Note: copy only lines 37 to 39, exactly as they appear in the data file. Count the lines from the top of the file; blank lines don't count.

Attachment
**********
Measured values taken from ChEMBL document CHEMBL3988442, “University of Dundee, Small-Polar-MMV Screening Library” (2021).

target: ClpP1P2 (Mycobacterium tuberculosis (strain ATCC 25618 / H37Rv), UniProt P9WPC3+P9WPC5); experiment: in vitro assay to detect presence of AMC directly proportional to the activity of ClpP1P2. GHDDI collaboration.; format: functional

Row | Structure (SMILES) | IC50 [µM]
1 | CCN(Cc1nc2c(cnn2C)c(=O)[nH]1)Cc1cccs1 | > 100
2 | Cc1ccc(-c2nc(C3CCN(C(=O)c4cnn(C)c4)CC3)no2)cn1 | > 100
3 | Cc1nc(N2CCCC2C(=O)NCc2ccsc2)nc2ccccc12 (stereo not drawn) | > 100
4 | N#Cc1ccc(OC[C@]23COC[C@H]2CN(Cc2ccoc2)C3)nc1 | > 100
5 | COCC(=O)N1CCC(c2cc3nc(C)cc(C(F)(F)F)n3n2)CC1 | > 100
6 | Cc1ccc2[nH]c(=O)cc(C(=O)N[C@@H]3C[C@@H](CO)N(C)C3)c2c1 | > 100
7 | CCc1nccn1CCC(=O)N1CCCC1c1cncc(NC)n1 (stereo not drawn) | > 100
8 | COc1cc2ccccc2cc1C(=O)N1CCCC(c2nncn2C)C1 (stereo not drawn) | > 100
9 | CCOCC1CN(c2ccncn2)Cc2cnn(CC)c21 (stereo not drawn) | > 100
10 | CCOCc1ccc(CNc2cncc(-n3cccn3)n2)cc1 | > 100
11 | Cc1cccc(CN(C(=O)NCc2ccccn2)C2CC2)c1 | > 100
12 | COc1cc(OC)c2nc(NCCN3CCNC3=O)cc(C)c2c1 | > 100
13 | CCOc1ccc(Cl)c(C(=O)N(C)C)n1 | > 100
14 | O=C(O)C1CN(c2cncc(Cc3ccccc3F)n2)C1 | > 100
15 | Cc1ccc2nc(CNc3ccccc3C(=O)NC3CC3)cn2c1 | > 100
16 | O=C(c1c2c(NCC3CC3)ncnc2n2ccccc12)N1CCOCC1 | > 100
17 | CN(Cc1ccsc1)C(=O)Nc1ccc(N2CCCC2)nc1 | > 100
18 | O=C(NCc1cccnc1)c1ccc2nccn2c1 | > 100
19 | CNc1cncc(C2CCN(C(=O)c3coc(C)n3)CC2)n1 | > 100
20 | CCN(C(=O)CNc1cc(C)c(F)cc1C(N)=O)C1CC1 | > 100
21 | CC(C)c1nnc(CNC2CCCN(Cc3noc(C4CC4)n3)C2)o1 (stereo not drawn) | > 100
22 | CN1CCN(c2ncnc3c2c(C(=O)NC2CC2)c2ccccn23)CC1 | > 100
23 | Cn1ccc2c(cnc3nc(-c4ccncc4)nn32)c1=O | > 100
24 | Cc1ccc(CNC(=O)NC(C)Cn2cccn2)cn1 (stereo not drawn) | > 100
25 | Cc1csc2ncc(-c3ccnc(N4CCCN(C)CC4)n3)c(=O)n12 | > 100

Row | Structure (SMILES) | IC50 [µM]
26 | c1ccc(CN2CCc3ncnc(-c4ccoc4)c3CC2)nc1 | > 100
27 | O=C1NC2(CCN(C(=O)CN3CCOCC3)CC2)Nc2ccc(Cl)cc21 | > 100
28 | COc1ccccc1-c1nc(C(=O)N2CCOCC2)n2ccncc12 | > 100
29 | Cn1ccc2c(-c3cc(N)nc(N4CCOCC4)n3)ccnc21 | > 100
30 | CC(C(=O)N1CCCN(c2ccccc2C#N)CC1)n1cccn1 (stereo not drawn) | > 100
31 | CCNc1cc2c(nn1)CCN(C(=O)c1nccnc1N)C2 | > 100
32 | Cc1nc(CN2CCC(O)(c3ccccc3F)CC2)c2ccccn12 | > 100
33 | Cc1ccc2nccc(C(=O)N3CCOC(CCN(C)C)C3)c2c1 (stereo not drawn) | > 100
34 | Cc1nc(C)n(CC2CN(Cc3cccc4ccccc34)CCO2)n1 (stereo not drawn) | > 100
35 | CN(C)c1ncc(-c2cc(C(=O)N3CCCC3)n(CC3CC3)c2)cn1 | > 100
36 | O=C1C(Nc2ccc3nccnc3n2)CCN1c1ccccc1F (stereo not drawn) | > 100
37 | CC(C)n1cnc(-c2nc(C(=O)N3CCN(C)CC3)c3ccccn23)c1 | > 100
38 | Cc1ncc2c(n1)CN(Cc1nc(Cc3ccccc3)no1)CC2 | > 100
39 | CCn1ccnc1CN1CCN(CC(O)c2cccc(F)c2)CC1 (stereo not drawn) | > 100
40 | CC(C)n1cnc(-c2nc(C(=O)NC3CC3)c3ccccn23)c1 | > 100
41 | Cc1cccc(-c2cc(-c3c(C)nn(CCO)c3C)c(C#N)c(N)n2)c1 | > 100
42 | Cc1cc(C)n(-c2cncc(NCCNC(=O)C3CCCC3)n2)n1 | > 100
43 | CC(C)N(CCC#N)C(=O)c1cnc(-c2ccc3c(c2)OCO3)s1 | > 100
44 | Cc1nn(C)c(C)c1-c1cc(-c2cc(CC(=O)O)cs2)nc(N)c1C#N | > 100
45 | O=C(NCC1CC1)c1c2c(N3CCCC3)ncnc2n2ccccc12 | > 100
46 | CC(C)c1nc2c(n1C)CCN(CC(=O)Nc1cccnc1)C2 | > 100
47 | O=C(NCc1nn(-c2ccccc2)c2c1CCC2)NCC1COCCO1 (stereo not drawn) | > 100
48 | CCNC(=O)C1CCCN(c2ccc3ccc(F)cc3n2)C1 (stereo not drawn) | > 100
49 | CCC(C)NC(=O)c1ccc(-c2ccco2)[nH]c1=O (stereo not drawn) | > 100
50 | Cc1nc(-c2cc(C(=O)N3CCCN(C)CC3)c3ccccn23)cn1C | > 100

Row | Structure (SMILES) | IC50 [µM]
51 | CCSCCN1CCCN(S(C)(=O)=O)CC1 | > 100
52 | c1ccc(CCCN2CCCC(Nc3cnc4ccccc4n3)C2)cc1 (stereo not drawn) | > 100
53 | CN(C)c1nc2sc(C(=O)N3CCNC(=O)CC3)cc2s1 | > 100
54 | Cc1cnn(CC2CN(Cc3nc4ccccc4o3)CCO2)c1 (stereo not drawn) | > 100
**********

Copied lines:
33 | Cc1ccc2nccc(C(=O)N3CCOC(CCN(C)C)C3)c2c1 (stereo not drawn) | > 100
34 | Cc1nc(C)n(CC2CN(Cc3cccc4ccccc34)CCO2)n1 (stereo not drawn) | > 100
35 | CN(C)c1ncc(-c2cc(C(=O)N3CCCC3)n(CC3CC3)c2)cn1 | > 100